Now that we know how an integrated plan works—and how technology can make it work even better—it’s time to deliver. Before blazing forward, however, consider this, the production of an integrated plan is a complex activity. Insurers should pay close attention to the following three critical success factors when delivering an integrated plan:
The board plays a significant role in the integrated plan, including reviewing and sponsorship its use across the organization. Senior level sponsorship can encourage different business areas to collaborate. It also emphasizes the need to consider risk and capital information beyond the traditional planned business volume measures.
Establishing consistent segmentation
Implementing a consistent segmentation of the insurance group can standardize the way in which performance is reviewed. It can also create the flexibility to meet differing requirements. Adopting a consistent hierarchy can provide the platform for undertaking detailed technical and financial planning, supported by an understanding of both the asset and liability implications.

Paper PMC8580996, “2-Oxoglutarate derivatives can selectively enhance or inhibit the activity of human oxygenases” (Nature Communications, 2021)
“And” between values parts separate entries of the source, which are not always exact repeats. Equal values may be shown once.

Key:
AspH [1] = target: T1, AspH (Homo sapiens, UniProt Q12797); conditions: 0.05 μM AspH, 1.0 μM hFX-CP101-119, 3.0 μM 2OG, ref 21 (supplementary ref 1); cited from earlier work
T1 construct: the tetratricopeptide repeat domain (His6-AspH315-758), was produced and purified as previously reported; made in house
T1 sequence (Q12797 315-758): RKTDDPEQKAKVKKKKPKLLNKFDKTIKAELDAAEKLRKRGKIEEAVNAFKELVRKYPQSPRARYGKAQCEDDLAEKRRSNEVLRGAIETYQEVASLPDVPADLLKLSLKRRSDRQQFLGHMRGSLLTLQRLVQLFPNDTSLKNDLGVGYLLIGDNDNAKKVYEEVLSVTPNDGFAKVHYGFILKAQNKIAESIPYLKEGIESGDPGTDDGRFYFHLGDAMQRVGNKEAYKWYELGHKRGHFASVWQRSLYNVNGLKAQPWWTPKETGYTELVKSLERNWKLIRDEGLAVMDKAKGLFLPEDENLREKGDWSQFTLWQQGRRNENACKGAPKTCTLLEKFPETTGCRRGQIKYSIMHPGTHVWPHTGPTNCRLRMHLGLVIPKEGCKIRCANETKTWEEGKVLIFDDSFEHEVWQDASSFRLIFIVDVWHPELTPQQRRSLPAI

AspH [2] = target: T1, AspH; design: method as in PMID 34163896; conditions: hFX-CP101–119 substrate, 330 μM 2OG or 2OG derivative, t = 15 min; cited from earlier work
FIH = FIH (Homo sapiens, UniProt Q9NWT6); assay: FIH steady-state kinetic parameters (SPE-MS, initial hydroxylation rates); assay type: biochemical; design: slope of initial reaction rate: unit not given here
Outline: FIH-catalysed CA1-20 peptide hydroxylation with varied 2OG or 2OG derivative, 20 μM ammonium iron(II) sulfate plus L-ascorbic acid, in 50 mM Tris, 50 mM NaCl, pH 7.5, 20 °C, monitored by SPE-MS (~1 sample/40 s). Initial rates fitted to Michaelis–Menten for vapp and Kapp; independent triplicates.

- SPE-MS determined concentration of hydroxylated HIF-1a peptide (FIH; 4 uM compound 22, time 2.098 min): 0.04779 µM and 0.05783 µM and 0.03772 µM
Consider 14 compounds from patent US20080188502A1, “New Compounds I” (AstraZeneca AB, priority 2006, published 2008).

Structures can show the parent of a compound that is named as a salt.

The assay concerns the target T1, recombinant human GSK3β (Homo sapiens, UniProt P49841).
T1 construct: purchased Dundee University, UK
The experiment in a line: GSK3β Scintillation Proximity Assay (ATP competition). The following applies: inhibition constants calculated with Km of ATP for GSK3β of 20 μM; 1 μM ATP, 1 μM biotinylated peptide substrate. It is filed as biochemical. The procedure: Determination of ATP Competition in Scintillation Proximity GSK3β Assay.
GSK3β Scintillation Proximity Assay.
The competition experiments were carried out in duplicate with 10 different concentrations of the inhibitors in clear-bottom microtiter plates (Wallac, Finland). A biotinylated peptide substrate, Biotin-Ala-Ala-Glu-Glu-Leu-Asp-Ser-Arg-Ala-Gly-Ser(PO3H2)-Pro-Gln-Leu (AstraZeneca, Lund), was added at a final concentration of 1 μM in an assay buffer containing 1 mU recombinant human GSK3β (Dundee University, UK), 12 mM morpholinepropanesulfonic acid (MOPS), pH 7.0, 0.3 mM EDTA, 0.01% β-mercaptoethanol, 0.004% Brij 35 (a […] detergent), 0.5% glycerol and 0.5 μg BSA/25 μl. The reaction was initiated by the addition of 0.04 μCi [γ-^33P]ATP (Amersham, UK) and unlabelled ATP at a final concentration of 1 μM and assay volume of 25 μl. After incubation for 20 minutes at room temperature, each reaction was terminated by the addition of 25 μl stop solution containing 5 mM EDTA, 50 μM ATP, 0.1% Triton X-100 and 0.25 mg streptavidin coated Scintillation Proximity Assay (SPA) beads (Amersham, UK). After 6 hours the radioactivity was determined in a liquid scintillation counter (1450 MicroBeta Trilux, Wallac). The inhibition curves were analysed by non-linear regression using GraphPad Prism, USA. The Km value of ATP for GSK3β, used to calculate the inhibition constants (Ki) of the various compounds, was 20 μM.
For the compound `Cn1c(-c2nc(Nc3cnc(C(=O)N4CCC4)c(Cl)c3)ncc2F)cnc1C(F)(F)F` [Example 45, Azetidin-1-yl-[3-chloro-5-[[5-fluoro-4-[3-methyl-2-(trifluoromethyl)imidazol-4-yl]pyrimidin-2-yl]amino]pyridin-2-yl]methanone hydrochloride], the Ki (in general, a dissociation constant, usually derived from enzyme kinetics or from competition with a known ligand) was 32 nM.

Laying out a clearly defined process
An articulated integrated plan produces defined, appropriate and consistent output in line with a managed timetable. It’s often more effective to work existing processes into integrated planning with some realignment, rather than to design and implement from scratch.
The path to high performance for integrated planning is often a multi-year journey, but once achieved, the benefits can be significant. In my last post on this series, I’ll discuss both these areas further.
To learn more in the meantime, download Integrating Risk and Capital Management into Strategy and Planning (PDF; opens in a new window).
Read other posts in this series: